A new pavilion has been unveiled in the middle of the so-called “Forbidden City” of the Novartis Campus. This is an impressive exhibition venue where technology, sustainable design, and art come together to celebrate medical innovations.
The Novartis building complex has created great expectations for bringing together world-class firms and for privacy, so the general public has not had access to them. The first to open its doors is known as the Novartis Pavilion, which was designed by Italian architect Michele de Lucchi from BASEL studio.
The construction is an impressive doughnut-shaped building that displays an interactive façade to the delight of all passersby. In this pavilion, Novartis creates a place of learning, knowledge, and exchange where the general public can get closer to the world of science.
Science and art go hand in hand
The Novartis Pavilion is a disc-shaped structure covering 1,200 square meters that houses a café, a conference room, a study and research room, and a welcome lounge on the ground floor. The upper level is home to the permanent “Wonders of Medicine” exhibition, which is arranged thematically in five areas.
This permanent multimedia exhibition was designed by ATELIER BRÜCKNER with content created in close collaboration with Novartis scientists. The first content or topic is entitled “Doing medicine,” followed by “The future of healthcare” (technology and society), “Steps through time” (Novartis and the history of medicine), “From lab to patient” (a journey through medicine), and the exhibition ends with “The fragility of life and the search for a cure for disease.”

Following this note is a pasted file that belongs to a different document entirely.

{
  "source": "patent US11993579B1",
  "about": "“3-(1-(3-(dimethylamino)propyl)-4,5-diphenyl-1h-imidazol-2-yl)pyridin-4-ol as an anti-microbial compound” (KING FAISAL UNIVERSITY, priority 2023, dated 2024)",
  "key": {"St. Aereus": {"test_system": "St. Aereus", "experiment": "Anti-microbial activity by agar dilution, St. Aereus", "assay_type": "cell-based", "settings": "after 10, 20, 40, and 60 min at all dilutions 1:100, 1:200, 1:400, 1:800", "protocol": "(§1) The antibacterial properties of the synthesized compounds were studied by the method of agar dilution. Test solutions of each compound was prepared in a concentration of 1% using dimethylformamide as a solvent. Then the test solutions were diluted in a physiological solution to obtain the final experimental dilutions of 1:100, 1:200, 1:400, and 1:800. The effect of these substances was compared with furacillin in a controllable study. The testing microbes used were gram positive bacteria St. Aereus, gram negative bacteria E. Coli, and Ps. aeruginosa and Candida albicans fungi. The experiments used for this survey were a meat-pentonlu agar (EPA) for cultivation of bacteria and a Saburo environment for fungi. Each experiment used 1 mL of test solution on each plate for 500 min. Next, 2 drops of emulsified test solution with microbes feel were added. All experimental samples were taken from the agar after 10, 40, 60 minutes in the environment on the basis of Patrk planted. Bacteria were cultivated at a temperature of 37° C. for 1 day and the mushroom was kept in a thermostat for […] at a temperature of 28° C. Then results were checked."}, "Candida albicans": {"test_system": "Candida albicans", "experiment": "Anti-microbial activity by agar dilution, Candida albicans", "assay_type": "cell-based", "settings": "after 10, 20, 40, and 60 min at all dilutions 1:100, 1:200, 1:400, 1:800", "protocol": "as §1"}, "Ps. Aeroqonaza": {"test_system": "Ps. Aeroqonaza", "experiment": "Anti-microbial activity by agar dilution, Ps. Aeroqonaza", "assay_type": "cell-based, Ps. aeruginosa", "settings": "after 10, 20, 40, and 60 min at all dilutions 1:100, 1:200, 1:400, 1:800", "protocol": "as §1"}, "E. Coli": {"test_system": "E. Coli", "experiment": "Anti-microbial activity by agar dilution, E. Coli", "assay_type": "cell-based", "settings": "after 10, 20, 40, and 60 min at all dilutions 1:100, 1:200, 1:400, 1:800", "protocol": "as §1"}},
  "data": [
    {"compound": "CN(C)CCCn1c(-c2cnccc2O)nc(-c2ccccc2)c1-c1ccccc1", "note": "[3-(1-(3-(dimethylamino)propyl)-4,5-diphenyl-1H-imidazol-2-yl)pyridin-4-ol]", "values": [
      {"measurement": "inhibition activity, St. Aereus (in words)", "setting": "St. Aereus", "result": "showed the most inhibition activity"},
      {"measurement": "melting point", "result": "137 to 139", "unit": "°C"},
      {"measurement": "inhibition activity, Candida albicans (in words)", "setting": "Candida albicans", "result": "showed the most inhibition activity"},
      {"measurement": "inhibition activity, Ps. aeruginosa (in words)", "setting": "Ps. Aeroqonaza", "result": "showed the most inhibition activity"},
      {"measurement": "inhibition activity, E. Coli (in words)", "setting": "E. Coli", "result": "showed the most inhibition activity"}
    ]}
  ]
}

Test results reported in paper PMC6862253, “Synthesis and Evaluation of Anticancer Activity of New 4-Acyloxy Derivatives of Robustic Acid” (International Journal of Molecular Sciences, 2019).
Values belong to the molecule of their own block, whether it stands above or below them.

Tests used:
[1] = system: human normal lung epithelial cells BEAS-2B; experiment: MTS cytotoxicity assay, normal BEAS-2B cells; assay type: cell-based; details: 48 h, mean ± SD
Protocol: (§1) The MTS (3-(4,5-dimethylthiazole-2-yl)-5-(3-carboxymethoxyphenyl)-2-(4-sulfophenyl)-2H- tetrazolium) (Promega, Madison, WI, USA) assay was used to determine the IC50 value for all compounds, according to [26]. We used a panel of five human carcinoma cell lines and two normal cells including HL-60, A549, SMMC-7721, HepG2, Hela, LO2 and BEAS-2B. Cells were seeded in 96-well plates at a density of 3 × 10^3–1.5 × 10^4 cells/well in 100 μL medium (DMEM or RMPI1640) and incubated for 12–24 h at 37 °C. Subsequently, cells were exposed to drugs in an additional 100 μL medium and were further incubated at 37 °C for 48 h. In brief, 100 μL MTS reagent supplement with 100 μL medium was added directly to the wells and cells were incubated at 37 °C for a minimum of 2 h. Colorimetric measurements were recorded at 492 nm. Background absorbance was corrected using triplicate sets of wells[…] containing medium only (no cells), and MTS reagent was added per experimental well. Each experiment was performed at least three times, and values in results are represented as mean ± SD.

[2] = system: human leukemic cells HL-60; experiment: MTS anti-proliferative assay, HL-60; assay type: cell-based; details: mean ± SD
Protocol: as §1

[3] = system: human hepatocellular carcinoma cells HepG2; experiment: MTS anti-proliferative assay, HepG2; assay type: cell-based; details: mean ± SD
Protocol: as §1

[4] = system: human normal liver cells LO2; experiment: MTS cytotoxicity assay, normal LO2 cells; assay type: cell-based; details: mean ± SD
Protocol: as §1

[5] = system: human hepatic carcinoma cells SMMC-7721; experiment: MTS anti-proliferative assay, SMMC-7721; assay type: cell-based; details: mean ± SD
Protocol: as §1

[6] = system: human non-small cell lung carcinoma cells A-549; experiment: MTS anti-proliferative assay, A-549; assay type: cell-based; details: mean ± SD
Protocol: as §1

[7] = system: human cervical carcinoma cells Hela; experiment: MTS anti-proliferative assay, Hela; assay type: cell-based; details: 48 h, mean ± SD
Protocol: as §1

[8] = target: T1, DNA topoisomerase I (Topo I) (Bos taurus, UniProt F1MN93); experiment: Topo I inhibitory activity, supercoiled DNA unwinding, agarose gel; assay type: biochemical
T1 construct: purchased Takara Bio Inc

All of them offer visitors impressive interactive content through video screenings, holograms, and digital search screens. The complex includes a theater and both indoor and outdoor gardens for visitors to enjoy.
The construction is inspired by the shape of a cell, so it’s an irregular disk that comes to life at night thanks to the combination of organic photovoltaic cells with LED lights. A light show is projected every night for half an hour, making the Novartis Pavilion visible from miles away.
A zero-energy façade
Despite its striking light show, the facade of the new Novartis building has zero energy consumption, which plays a symbolic role in its architecture. To this end, AMDL CIRCLE architects performed a series of parametric design studies to define the geometry and graphic image of the façade, which was designed and planned in collaboration with iart.
The façade, which uses a new generation of organic photovoltaic modules and a network of LED lights, displays the works of three major international artists: Daniel Canogar, Esther Hunziker, and Semiconductor. The artists chosen by HEK (House of Electronic Arts) in Basel collaborated with scientists to develop light installations inspired by the shapes and colors of cell
s and molecules, as well as the themes of sustainability and the merging of art and science.
It’s worth mentioning that this pavilion offers views of the Rhine River, includes acoustic curtains to divide its spaces, and allows visitors to enjoy a wide range of digital technologies, which certainly turns this building into an innovative destination for the campus and, for the city of Basel.